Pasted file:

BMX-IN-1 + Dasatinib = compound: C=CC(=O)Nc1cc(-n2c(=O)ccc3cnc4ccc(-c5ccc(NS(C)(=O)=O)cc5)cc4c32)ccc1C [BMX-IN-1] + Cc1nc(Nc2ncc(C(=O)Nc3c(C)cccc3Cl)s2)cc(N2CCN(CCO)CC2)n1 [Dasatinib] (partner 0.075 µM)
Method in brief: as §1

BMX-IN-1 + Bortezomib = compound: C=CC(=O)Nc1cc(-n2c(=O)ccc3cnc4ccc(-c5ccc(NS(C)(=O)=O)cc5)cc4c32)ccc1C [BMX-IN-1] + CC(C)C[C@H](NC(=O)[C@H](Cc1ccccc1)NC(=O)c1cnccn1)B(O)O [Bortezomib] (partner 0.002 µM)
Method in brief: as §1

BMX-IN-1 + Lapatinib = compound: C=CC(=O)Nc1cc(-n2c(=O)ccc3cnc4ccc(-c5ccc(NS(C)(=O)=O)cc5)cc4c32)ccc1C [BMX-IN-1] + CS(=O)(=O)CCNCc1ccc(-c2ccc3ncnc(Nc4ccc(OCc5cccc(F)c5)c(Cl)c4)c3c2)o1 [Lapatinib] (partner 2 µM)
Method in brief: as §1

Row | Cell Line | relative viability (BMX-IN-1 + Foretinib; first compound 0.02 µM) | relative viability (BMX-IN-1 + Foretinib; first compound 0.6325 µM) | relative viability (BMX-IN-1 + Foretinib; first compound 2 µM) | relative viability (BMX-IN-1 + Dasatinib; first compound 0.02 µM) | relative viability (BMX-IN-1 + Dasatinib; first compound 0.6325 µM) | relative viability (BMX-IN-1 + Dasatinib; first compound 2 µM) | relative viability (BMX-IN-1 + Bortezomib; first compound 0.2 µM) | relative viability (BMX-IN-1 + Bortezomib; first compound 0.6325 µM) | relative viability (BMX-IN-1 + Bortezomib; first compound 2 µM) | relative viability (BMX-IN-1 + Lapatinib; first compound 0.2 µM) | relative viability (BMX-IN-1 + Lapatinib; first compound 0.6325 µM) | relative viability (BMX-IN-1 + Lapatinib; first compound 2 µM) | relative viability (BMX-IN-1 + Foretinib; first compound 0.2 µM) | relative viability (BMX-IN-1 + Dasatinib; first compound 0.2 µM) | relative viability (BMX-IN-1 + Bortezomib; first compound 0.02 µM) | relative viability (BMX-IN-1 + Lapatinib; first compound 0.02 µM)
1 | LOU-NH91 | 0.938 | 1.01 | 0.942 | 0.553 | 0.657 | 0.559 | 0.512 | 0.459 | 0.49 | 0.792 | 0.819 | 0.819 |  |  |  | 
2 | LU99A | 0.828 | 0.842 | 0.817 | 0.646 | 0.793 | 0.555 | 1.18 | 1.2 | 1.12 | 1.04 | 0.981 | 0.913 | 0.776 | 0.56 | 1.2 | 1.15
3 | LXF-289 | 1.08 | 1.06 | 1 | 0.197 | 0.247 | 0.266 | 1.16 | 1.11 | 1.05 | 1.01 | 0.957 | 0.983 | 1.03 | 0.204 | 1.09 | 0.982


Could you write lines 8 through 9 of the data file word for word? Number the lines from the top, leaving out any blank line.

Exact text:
1 | LOU-NH91 | 0.938 | 1.01 | 0.942 | 0.553 | 0.657 | 0.559 | 0.512 | 0.459 | 0.49 | 0.792 | 0.819 | 0.819 |  |  |  | 
2 | LU99A | 0.828 | 0.842 | 0.817 | 0.646 | 0.793 | 0.555 | 1.18 | 1.2 | 1.12 | 1.04 | 0.981 | 0.913 | 0.776 | 0.56 | 1.2 | 1.15